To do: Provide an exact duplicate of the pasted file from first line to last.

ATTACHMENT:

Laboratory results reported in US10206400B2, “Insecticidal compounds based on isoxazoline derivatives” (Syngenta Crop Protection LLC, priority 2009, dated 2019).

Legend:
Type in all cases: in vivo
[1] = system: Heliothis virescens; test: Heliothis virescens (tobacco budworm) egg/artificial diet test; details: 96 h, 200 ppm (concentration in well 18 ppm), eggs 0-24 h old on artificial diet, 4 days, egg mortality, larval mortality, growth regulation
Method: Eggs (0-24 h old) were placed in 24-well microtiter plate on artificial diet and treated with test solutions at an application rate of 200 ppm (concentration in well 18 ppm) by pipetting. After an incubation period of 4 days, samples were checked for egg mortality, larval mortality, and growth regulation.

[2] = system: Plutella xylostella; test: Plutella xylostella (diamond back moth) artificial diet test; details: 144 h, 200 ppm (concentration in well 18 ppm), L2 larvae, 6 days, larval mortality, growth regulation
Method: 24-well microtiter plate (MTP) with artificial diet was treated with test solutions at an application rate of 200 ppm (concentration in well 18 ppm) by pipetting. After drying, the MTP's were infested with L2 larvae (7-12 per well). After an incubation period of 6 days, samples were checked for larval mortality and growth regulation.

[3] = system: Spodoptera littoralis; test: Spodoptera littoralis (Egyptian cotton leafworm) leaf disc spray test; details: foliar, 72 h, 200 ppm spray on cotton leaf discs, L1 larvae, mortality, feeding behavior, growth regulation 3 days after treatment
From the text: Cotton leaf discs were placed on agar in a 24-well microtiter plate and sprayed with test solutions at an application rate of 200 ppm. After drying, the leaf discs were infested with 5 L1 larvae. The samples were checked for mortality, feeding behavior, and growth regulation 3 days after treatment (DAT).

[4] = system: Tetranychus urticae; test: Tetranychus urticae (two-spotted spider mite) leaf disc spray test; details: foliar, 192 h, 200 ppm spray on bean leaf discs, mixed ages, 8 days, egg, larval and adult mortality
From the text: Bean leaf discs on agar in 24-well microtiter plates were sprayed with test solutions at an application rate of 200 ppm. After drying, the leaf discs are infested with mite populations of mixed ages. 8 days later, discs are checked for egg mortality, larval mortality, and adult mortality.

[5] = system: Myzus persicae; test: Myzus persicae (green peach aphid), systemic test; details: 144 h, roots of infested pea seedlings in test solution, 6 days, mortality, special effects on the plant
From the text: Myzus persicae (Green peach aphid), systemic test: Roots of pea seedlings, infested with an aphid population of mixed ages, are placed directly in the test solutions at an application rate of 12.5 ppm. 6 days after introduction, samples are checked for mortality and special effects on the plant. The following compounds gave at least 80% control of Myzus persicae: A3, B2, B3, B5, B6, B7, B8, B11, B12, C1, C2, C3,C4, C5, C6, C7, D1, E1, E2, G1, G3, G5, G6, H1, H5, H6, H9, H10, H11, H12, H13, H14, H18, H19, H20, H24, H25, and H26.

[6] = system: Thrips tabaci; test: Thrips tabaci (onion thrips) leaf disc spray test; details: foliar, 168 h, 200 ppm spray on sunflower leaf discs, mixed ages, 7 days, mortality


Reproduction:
Laboratory results reported in US10206400B2, “Insecticidal compounds based on isoxazoline derivatives” (Syngenta Crop Protection LLC, priority 2009, dated 2019).

Legend:
Type in all cases: in vivo
[1] = system: Heliothis virescens; test: Heliothis virescens (tobacco budworm) egg/artificial diet test; details: 96 h, 200 ppm (concentration in well 18 ppm), eggs 0-24 h old on artificial diet, 4 days, egg mortality, larval mortality, growth regulation
Method: Eggs (0-24 h old) were placed in 24-well microtiter plate on artificial diet and treated with test solutions at an application rate of 200 ppm (concentration in well 18 ppm) by pipetting. After an incubation period of 4 days, samples were checked for egg mortality, larval mortality, and growth regulation.

[2] = system: Plutella xylostella; test: Plutella xylostella (diamond back moth) artificial diet test; details: 144 h, 200 ppm (concentration in well 18 ppm), L2 larvae, 6 days, larval mortality, growth regulation
Method: 24-well microtiter plate (MTP) with artificial diet was treated with test solutions at an application rate of 200 ppm (concentration in well 18 ppm) by pipetting. After drying, the MTP's were infested with L2 larvae (7-12 per well). After an incubation period of 6 days, samples were checked for larval mortality and growth regulation.

[3] = system: Spodoptera littoralis; test: Spodoptera littoralis (Egyptian cotton leafworm) leaf disc spray test; details: foliar, 72 h, 200 ppm spray on cotton leaf discs, L1 larvae, mortality, feeding behavior, growth regulation 3 days after treatment
From the text: Cotton leaf discs were placed on agar in a 24-well microtiter plate and sprayed with test solutions at an application rate of 200 ppm. After drying, the leaf discs were infested with 5 L1 larvae. The samples were checked for mortality, feeding behavior, and growth regulation 3 days after treatment (DAT).

[4] = system: Tetranychus urticae; test: Tetranychus urticae (two-spotted spider mite) leaf disc spray test; details: foliar, 192 h, 200 ppm spray on bean leaf discs, mixed ages, 8 days, egg, larval and adult mortality
From the text: Bean leaf discs on agar in 24-well microtiter plates were sprayed with test solutions at an application rate of 200 ppm. After drying, the leaf discs are infested with mite populations of mixed ages. 8 days later, discs are checked for egg mortality, larval mortality, and adult mortality.

[5] = system: Myzus persicae; test: Myzus persicae (green peach aphid), systemic test; details: 144 h, roots of infested pea seedlings in test solution, 6 days, mortality, special effects on the plant
From the text: Myzus persicae (Green peach aphid), systemic test: Roots of pea seedlings, infested with an aphid population of mixed ages, are placed directly in the test solutions at an application rate of 12.5 ppm. 6 days after introduction, samples are checked for mortality and special effects on the plant. The following compounds gave at least 80% control of Myzus persicae: A3, B2, B3, B5, B6, B7, B8, B11, B12, C1, C2, C3,C4, C5, C6, C7, D1, E1, E2, G1, G3, G5, G6, H1, H5, H6, H9, H10, H11, H12, H13, H14, H18, H19, H20, H24, H25, and H26.

[6] = system: Thrips tabaci; test: Thrips tabaci (onion thrips) leaf disc spray test; details: foliar, 168 h, 200 ppm spray on sunflower leaf discs, mixed ages, 7 days, mortality